Differences Between Invoice Factoring and Invoice Financing
Below is a summary of the key differences between invoice factoring and invoice financing.
|How Does It Work?
|Sale of invoices for a cash advance
|Use of invoices as collateral for a loan
|Factoring company collects payments from debtors
|Client collects payments from debtors
|Confidentiality is maintained
|Also Known As
Should I Use Invoice Factoring or Invoice Financing?
The decision to use invoice factoring or invoice financing depends on the needs/size of your business, the cost, and your customer relationships. Among others, scalable financing and quick growth trajectory are why companies use invoice factoring and invoice financing. However, careful consideration of the following factors will guide you to make the best choice for your business when it comes to financing alternatives:
- Customer-Client relationship: Depending on your industry and niche, your clients can either be wary of your alternative financing options or they might not mind. If the majority of your client base is skeptical of your cash flow problems, it might be a better option to use invoice financing instead of factoring to minimize the impact on your clientele base. If you do not think your customers will mind that you are using an alternative financing method, then factoring may be the better option.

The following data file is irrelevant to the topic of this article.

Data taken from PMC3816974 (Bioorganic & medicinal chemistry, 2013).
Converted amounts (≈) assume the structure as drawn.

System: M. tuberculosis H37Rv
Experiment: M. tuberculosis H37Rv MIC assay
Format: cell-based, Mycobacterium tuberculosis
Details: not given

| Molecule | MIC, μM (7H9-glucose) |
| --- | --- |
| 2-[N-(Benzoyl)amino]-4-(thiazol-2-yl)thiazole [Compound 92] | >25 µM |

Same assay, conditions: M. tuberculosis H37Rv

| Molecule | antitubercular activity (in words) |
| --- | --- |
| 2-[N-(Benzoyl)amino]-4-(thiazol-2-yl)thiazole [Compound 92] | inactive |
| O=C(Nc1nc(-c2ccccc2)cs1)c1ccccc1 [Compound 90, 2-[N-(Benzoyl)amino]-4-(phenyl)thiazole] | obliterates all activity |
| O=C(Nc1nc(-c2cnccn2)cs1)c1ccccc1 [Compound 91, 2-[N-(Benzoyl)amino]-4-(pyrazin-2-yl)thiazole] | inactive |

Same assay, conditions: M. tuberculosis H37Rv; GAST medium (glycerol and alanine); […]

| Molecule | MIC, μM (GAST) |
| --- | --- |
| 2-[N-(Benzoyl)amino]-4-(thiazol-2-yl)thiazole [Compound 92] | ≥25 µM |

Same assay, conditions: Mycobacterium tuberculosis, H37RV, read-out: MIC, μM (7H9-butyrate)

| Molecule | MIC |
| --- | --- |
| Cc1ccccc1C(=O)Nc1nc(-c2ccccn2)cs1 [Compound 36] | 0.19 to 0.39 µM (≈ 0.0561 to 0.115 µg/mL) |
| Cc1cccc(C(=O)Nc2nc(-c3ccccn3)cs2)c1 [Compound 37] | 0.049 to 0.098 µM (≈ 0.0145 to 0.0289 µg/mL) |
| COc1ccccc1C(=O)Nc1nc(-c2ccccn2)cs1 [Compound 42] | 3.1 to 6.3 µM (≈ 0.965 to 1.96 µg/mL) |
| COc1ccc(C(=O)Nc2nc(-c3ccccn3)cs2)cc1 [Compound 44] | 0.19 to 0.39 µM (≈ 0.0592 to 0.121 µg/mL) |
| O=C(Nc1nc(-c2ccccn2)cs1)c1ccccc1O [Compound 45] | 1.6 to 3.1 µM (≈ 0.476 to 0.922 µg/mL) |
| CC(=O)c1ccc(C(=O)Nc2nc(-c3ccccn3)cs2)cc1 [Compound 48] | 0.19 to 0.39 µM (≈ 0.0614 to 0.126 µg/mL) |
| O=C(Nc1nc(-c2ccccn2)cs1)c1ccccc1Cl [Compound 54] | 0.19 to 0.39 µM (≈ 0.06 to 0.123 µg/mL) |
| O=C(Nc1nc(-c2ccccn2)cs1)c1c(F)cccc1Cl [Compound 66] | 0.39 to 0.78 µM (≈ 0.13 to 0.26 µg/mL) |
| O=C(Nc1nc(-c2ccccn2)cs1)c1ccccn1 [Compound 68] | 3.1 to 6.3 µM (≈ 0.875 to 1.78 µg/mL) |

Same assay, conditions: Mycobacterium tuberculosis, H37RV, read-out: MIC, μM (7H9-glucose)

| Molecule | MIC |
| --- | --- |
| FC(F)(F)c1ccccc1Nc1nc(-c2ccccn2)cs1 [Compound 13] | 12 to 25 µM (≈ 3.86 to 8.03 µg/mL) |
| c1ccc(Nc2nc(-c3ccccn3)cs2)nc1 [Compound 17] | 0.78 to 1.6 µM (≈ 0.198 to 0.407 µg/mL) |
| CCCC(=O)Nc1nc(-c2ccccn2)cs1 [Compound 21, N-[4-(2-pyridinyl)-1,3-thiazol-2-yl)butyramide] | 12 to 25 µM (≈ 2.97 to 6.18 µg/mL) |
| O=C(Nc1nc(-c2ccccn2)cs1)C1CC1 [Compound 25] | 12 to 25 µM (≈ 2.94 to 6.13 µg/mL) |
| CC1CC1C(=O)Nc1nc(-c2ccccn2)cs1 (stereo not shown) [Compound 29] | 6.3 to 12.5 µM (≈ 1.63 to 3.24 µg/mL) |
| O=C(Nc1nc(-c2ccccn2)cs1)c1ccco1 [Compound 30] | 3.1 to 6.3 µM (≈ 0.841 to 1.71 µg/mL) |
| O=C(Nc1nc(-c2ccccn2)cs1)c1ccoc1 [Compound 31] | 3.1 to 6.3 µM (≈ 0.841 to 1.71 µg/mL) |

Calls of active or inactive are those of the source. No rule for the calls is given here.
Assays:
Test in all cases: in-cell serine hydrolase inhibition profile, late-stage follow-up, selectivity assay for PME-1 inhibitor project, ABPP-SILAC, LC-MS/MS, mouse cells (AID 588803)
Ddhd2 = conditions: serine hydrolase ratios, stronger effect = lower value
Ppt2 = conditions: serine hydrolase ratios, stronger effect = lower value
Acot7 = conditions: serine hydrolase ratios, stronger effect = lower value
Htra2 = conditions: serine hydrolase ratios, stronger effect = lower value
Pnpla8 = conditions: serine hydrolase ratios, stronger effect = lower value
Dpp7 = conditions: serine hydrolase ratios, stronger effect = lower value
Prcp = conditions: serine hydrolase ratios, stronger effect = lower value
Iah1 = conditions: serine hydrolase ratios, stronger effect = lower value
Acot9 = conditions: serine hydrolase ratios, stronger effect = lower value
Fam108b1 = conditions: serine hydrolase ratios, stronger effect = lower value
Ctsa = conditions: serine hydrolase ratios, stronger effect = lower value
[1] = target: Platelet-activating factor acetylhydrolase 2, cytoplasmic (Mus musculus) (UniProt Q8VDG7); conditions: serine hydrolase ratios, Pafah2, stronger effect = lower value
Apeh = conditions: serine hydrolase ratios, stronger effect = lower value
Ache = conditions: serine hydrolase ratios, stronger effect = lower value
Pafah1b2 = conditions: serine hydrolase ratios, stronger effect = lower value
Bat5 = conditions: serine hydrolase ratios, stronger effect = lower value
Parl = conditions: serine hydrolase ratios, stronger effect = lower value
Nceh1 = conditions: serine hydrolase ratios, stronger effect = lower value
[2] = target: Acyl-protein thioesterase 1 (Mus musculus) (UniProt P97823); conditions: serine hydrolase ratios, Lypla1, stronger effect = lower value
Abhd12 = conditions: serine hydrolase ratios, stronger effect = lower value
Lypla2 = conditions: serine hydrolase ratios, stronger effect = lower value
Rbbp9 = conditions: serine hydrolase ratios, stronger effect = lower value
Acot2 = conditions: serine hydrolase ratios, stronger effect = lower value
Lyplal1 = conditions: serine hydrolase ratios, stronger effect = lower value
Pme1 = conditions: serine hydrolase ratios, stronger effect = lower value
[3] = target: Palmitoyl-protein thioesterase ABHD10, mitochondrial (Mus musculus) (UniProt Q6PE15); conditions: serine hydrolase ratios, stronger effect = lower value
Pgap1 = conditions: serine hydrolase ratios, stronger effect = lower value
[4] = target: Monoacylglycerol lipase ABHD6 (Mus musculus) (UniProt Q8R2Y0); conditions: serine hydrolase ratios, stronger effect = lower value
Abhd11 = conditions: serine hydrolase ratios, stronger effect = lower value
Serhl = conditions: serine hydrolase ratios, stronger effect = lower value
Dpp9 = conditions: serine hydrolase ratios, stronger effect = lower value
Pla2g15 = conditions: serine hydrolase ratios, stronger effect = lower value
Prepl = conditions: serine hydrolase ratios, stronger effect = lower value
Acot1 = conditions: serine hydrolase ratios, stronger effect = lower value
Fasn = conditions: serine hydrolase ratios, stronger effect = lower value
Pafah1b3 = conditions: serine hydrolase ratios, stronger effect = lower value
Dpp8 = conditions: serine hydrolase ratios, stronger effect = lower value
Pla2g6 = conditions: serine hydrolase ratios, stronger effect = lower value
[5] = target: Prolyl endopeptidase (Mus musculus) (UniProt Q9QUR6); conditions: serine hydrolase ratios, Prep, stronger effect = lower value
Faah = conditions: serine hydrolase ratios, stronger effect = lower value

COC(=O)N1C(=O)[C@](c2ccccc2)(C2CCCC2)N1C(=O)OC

- Cost: Since factoring is generally a bit more expensive than invoice financing, you might need to consider the impact of the fees you have to pay for these services. For instance, if you run a small business, especially in competitive industries, you are at a higher risk of running into loss due to a low-profit margin as your business may not be able to bear the prolonged loss. If you are concerned about the cost, invoice financing may be a better option since the fees tend to be a bit lower.
- Flexibility: If you want to choose which invoices to use for financing purposes, factoring may be the option for you. You tend to have more flexibility in which invoices you factor, while with invoice financing, you often have to submit your entire invoice book for financing.
- Resourcing: If you have a smaller business and limited resources, invoice factoring may be preferable. With invoice factoring, the factoring company is responsible for collecting payments from your customers, which gives you one less responsibility to worry about. If your business is large enough that you have someone who can handle the collections process, then invoice financing may be preferable to save money with lower fees.
How altLINE Can Help
To learn how you can use accounts receivable financing, fill out this form and an altLINE representative will reach out to you to discuss your options to help you finance your business and collect your unpaid invoices.
Deborah Sabinus is a content marketing writer who works across B2B SaaS and Finance industries. She specializes in bridging the gap between businesses and their audience through content. She is committed to helping readers understand complex topics and help them make informed decisions with content.